7. Metabolic correction of triosephosphate isomerase deficiency in vitro by complementation.
Br. J. Haematol. (1997); 97 (Suppl 1):73 (presented at the British Society of Haematology Meeting, Harrogate 1997).

8. Prospect for enzyme replacement therapy in a red cell enzymopathy: Triosephosphate isomerase deficiency.
Br. J. Haematol. (1998); 101 (Suppl. 1):51 (presented at the British Society of Haematology Meeting, Glasgow 1998).


London Meeting January 7th 1998 at Kings:

The TPI progress meeting took place at Kings College Hospital, London on January 7th 1998. Professor Susan Hollan from Hungary, Dr. Mark Layton and Dr. Roopen Arya from Kings, the 2 Kings TPI Research Scientists Art Ationu and Anne Humphries and James Stewardson's parents attended.

The main points from the meeting were as follows:-

  • The positive results from the analysis undertaken after James's December 12th transfusions were discussed in detail. The same analysis needs to be repeated after James undergoes his 5th transfusion in February. Although the blood given to James was meant to be free of white cells, there is a very small possibility there were white cells present in the transfused blood, which could cloud, slightly, the very positive results. For more details see Treatment page.
  • The decision regarding James undergoing a bone marrow transplant will probably be made after analysis of the February transfusion.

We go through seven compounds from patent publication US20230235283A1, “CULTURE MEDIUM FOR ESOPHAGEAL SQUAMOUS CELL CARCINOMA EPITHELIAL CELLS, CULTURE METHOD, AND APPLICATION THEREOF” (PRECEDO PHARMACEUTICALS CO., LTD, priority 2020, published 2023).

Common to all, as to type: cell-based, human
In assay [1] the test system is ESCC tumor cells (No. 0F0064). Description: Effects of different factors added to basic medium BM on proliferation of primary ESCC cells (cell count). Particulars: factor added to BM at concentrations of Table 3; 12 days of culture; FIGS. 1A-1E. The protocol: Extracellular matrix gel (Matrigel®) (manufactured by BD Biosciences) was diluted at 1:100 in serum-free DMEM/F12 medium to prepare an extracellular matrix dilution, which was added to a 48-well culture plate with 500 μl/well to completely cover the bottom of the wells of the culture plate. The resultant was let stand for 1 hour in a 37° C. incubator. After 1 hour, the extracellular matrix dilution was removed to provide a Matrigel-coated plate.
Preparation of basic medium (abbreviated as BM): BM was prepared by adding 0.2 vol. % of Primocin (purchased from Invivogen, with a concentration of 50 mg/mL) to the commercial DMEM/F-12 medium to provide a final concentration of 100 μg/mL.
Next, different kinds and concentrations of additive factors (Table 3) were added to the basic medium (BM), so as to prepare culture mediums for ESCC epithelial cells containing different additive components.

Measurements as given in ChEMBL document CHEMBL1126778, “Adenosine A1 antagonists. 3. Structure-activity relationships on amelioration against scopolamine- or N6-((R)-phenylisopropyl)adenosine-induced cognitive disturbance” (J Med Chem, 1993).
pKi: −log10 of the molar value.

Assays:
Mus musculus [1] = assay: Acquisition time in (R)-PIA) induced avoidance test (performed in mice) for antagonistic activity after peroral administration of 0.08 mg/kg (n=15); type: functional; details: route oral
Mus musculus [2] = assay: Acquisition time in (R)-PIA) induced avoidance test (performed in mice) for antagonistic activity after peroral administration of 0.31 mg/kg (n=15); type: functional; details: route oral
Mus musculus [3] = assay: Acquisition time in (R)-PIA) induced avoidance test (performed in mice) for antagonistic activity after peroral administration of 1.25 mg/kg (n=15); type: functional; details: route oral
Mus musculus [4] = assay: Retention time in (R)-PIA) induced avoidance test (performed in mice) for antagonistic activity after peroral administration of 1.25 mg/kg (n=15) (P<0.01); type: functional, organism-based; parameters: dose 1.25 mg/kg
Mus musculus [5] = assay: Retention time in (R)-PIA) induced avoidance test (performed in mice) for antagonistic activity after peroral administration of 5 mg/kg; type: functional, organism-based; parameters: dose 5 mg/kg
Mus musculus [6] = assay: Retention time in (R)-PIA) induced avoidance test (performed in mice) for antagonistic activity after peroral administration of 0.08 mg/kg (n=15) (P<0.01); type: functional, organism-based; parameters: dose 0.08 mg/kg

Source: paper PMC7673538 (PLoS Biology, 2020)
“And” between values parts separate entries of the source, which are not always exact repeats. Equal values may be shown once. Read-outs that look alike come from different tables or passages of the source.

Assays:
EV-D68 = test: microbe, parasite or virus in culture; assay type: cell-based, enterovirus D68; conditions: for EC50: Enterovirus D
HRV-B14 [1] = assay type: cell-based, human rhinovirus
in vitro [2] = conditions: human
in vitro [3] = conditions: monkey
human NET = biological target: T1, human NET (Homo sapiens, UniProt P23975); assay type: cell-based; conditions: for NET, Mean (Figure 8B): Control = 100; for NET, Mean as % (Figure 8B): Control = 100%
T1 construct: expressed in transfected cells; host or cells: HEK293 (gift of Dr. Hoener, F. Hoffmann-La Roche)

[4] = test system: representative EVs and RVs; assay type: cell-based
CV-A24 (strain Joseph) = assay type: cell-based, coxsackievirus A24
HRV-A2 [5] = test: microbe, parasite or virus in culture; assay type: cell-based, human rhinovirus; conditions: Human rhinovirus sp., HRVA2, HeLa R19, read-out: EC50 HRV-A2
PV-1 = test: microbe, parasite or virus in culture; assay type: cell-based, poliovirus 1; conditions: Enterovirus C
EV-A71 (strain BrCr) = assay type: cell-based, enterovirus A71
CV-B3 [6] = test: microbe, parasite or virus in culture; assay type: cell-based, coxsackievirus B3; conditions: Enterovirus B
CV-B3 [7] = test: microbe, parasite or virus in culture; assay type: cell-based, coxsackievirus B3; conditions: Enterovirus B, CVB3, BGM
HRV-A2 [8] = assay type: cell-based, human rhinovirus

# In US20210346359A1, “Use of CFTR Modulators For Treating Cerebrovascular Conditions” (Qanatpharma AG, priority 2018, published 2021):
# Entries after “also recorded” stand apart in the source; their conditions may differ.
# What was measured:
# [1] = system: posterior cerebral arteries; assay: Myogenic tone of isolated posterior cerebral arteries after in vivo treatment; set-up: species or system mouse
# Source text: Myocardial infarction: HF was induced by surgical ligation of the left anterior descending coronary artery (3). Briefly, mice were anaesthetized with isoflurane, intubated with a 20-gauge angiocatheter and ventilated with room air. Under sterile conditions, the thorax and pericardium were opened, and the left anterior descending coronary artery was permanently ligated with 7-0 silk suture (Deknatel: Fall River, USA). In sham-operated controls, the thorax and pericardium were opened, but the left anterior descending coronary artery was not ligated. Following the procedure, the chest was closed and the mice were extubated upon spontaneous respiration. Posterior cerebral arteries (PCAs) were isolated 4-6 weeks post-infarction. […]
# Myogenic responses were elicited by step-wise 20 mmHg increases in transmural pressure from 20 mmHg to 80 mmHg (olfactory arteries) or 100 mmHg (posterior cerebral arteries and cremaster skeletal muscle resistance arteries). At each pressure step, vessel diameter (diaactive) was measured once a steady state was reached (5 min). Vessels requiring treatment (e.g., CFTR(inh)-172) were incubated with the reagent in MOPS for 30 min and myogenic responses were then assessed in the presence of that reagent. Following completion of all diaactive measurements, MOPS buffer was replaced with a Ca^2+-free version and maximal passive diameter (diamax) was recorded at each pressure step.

• A meeting is taking place with a team from Kings and another research establishment in London to discuss the possibility of developing a human form of TPI. Currently this team are working with a manufactured synthetic form of rabbit TPI.
  • The TPI research work completed by Kings since the programs inception in December 1995 were discussed. The work has included:

    - successfully correcting the metabolic block in donor cells and then James's cells from red cells in vitro
    - the plasma therapy work, which later proved unsuccessful when attempted on James
    - James's muscle biopsey tests proved the weakness involved the nerves rather than the muscles

    Kings will issue a progress status report within the next few weeks.

  • Susan Hollan discussed her research in detail, her team have discovered some differences in the two Hungarian TPI deficient brothers, one of which has the neurological symptoms the other has not. It was agreed to send blood samples of James to Hungary and possibly other TPI children, so Susan can repeat her work on James's cells. It was also agreed that the james Stewardson TPI Trust would further fund Professor Susan Hollans research for another year.

    For further information regarding TPI research you can e-mail Dr Roopen Arya at:

    Send E-Mail to Dr Roopen Arya at Kings College Hospital, London